HLL Process Model

Jecel Mattos de Assumpcao Jr. jecel@lsi.usp.br
Thu, 16 Mar 1995 01:56:35 -0300

On Sat, 11 Mar 95 2:06:33 MET Francois-Rene Rideau wrote:
> Chris said:
> > The other alternative I have to this is the cell model I proposed.
> > (Remember that these are NOT the same cells that Mike proposed.) The
> > basics of what I said:
> >   -Basic unit of processing is the cell.
>    Ok. That's what I already called object, or module, but cell is shorter.
> >   -Cells are composed of an internal group of sub-cells.
>    Let's say "may", which only says that objects may be organized arbitrarily.
> >   -Cells are connected via one-directional channels.
>    Yup. They are typically called that object function members, or methods.
> Sending the data into the channel is the same as calling the method, or
> sending a message, etc.

If feel I have caused some confusion around here. Fare has assumed that
Chris' cell model is just the plain object model with another name. I
tried not to assume anything and asked a lot of questions to find out
what we were talking about. For all I know, Chris might have been
proposing a static dataflow model for Tunes.

Let's take as an example the "one-directional channels" thing. In
just two dimensions, we have these choices:

Model             Sender             Receiver
CSP               one                one
RPC               many               one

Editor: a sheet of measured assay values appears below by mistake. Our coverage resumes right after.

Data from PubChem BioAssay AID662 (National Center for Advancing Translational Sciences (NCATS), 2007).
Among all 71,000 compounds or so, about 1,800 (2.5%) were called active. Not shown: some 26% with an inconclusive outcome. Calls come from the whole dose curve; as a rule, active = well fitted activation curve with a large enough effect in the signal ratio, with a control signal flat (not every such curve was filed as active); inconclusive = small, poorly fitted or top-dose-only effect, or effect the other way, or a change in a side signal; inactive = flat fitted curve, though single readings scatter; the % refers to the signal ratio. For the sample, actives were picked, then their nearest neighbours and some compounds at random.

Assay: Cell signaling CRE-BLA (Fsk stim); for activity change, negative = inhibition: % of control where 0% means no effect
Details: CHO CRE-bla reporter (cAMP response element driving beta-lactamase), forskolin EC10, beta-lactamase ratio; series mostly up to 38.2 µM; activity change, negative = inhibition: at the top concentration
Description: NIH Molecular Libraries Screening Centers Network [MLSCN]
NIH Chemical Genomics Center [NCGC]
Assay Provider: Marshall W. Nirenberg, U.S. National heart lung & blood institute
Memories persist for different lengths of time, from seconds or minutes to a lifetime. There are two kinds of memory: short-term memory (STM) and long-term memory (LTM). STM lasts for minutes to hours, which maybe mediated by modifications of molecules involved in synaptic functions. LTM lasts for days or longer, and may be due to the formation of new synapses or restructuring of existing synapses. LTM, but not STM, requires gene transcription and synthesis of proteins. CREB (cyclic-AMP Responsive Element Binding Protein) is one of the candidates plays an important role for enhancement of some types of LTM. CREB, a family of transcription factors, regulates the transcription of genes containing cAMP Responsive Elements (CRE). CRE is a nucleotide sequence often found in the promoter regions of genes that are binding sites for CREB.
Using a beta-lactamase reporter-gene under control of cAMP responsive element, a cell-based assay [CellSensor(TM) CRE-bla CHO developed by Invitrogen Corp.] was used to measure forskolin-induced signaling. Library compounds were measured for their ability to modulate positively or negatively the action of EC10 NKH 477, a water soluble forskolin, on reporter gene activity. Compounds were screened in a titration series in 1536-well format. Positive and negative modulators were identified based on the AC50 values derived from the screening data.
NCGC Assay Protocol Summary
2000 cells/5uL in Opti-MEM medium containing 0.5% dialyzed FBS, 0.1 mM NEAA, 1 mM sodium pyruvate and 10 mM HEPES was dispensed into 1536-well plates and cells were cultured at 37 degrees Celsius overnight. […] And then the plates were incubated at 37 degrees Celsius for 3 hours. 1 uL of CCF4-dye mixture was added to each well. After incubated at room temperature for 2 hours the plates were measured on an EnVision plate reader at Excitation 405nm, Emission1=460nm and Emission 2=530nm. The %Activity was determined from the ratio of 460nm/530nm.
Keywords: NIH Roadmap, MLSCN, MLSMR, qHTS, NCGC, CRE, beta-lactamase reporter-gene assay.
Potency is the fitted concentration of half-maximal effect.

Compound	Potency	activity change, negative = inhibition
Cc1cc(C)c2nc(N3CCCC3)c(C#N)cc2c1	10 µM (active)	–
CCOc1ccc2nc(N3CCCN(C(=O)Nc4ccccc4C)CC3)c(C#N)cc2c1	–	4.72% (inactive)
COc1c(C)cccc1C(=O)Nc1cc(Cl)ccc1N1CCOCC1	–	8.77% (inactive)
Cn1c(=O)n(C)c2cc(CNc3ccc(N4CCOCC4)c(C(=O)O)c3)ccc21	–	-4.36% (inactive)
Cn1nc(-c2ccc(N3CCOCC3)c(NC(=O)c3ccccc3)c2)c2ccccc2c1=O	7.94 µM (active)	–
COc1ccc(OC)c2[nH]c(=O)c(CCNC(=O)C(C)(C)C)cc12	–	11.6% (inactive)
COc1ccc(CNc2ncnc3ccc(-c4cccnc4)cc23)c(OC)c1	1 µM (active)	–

Linda             many               many

Where CSP is Communicating Sequential Processes, RPC is Remote
Procedure Call ( the "normal" object model is of this type ) and
Linda is another model. Each one has its good and bad points. And
many implications for the rest of the system design.

Objects are linked ( in a very dynamic way ) to others via its
attributes ( or slots or members ). It has fixed number of output
"channels", but the target of these outputs changes at execution
time. On the other hand, it has a single input. I don't know
anything about "cells" and so asked about them as I didn't assume
these restrictions. Sorry if this caused a big confusion over a
small vocabulary mix up.
> > Maybe there would be some way to combine processes and objects into
> > one concept, as they have sort of done is BETA.  That'd certainly be
> > neat, but the two are probably seperate enough that it might not be
> > worthwhile.
>    To me, there's no such thing as processes. There are pure objects,
> and objects that contain a state. All objects are accessed through
> methods. Variables are objects that have get and set methods that
> fulfill some algebraic relations. By keeping sending messages to self,
> objects can keep running. There also are resource pools, so that exploding
> objects should not overwhelm stable ones. But again, no need for coarse
> grained process. Let's adapt abstractions to actual computing needs, and
> not adapt habits to stupid arbitrary abstractions.

There *are* many questions to be solved. You can't sweep them under
the rug by saying "no such thing as processes". If an object sends
a message to another, you have to decide if they execute in parallel
with each other or not. If an object received two messages from
different objects, what happens? It is not as simple as it looks.

-- Jecel